Rock Bar/Ayana Resort Bali
Rock Bar/Ayana Resort Bali

Whether it’s Champagne and caviar on a Parisian terrace, or a bag of marshmallows around a campfire in the Berkshires, there’s something intensely satisfying about eating outside. But these six outdoor restaurants take dining al fresco to the next level.

A meadow in the Swiss Alps

 Swiss Alps brunch
Swiss Alps brunch

Day-trippers from Pontresina and St. Moritz often fuel up for (or recover from) the 90-minute hike to nearby Morteratsch Glacier with brunch at family-owned cheesemaker Alp-Schaukaserei. We prefer the recovery option, because what’s homemade cheese without a little vino? In a wine-induced haze, you’ll sit under the sun, surrounded by tall hemlock trees and snow-capped mountains; floppy-eared rabbits hop around outside the wooden chalet, and a wicker basket of brown eggs sits next to a miniature stove for DIY omelets. But the main attraction is the cheese buffet, which has more than a dozen varieties — from brie to goat — displayed like a work of art.

A treetop in the jungle

 Tree pod dining, Soneva Kiri/Paul Raeside
Tree pod dining, Soneva Kiri/Paul Raeside

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Think back to your childhood dream treehouse — with wine and gourmet food, and without having to climb up or down. The elegant dining treepods at Thailand’s Soneva Kiri resort are suspended in the jungle and look out to sea. A system of ropes and pulleys (that do not harm the tree) transport each pod up and back down — safe transportation for a meal that will likely include more than one toast. Once you’ve ordered, your food is delivered by waiters who swoop in, Peter Pan-style, via zip-line.

A thatched hut with your toes in the sea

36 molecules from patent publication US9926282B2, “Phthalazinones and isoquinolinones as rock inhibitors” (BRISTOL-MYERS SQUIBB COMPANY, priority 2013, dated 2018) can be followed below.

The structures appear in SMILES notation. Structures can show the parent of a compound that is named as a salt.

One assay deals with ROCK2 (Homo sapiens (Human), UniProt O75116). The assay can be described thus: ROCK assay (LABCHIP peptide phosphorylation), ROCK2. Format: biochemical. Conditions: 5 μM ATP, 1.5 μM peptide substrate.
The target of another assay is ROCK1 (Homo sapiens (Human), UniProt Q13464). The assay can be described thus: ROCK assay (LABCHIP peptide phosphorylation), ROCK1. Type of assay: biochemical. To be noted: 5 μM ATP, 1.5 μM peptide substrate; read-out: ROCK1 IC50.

Karibuni Pinel/Laurent Benoit
Karibuni Pinel/Laurent Benoit

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When you board the wooden skiff to Pinel Island — a tiny nature reserve off of French Saint Martin, home to the six-suite Le Karibuni resort — you might feel like a castaway. But Crusoe never ate as well as you will at the resort’s overwater dining huts. At the end of a boardwalk that hangs over the water, each shady hut is a private, rosé-sipping paradise. Cooks turn out perfectly charred fish, lobster, shrimp, and burgers over an open grill, and accompanying salads are cool and fresh. Spend the day here, or, after lunch, rent a lounge chair, hike around the island, or snorkel. Pinel offers some of the best fish-spotting in Saint Martin. (Note: The resort closes between August and October.)

A cliff over the Indian Ocean

 Rock Bar/Ayana Resort Bali
Rock Bar/Ayana Resort Bali

Rock Bar sits on a rocky precipice high above the Indian Ocean at AYANA Resort in Jimbaran, Bali. Getting there is half the fun: take the stairs that lead down the rock face or hop on the tiny funicular, which chugs up and down the cliff on a narrow railway. Though the view is breathtaking at all hours of the day, you’ll want to arrive in time to take in one of Bali’s mesmerizing sunsets, which paint the sky in neon shades of pink, blue, and yellow. Don’t forget to grab a black golf umbrella near the entrance: Not only will it offer a bit of much-needed shade, it may also keep you from getting drenched by waves crashing into the cliff.

Beside a fire pit in the buff (sort of…)

 Grove Park spa firepit
Grove Park spa firepit

Nothing breaks a magical massage-induced spell like getting dressed; at the Omni Grove Park Inn, in Asheville, North Carolina, you don’t have to — at least until after dinner. Schedule a late afternoon treatment (try the Mountain Honey Wrap, which uses local sourwood honey to smooth and soften skin), slip on your robe, and make your way to the spa’s outdoor firepit. There, you’ll get the same mountain views as you would at the resort’s Sunset Terrace, but in total privacy. Order room service to the deck, and dine as you watch the sun set behind the Blue Ridge Mountains.

In the ruins of an 18th-century sugar mill

 Caneel Bay/Dinner in Ruins
Caneel Bay/Dinner in Ruins

Long before the island of Saint John in the U.S. Virgin Islands became a resort destination, it was filled with plantations that grew and processed sugarcane. Today, the estates are long gone, but the vestiges of the industry remain in the form of rocky ruins, which are scattered about the island. Some of the most picturesque, best-preserved ruins lie within the Caneel Bay Resort, which sits on a 170-acre peninsula of beach and marine forest within Virgin Islands National Park. Open to the starry sky, these artfully crumbling structures are transformed with candles, lanterns, and elegantly set tables into romantic private dining rooms. The resort closes annually between the end of August and the beginning of November, so now is the perfect time to get ahead on reservations.

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